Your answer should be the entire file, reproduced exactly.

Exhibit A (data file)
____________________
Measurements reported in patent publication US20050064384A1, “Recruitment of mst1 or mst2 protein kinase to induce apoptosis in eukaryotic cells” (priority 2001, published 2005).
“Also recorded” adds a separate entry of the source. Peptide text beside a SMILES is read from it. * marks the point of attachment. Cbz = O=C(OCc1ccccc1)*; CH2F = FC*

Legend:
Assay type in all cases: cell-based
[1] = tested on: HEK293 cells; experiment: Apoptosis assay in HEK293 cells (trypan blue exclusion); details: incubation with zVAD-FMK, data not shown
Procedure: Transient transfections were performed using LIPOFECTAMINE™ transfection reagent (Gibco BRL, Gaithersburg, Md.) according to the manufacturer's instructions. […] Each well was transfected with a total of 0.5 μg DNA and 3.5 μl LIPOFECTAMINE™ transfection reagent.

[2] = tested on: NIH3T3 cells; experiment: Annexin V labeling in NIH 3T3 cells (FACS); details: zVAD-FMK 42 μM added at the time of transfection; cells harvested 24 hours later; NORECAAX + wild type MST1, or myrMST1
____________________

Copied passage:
Measurements reported in patent publication US20050064384A1, “Recruitment of mst1 or mst2 protein kinase to induce apoptosis in eukaryotic cells” (priority 2001, published 2005).
“Also recorded” adds a separate entry of the source. Peptide text beside a SMILES is read from it. * marks the point of attachment. Cbz = O=C(OCc1ccccc1)*; CH2F = FC*

Legend:
Assay type in all cases: cell-based
[1] = tested on: HEK293 cells; experiment: Apoptosis assay in HEK293 cells (trypan blue exclusion); details: incubation with zVAD-FMK, data not shown
Procedure: Transient transfections were performed using LIPOFECTAMINE™ transfection reagent (Gibco BRL, Gaithersburg, Md.) according to the manufacturer's instructions. […] Each well was transfected with a total of 0.5 μg DNA and 3.5 μl LIPOFECTAMINE™ transfection reagent.

[2] = tested on: NIH3T3 cells; experiment: Annexin V labeling in NIH 3T3 cells (FACS); details: zVAD-FMK 42 μM added at the time of transfection; cells harvested 24 hours later; NORECAAX + wild type MST1, or myrMST1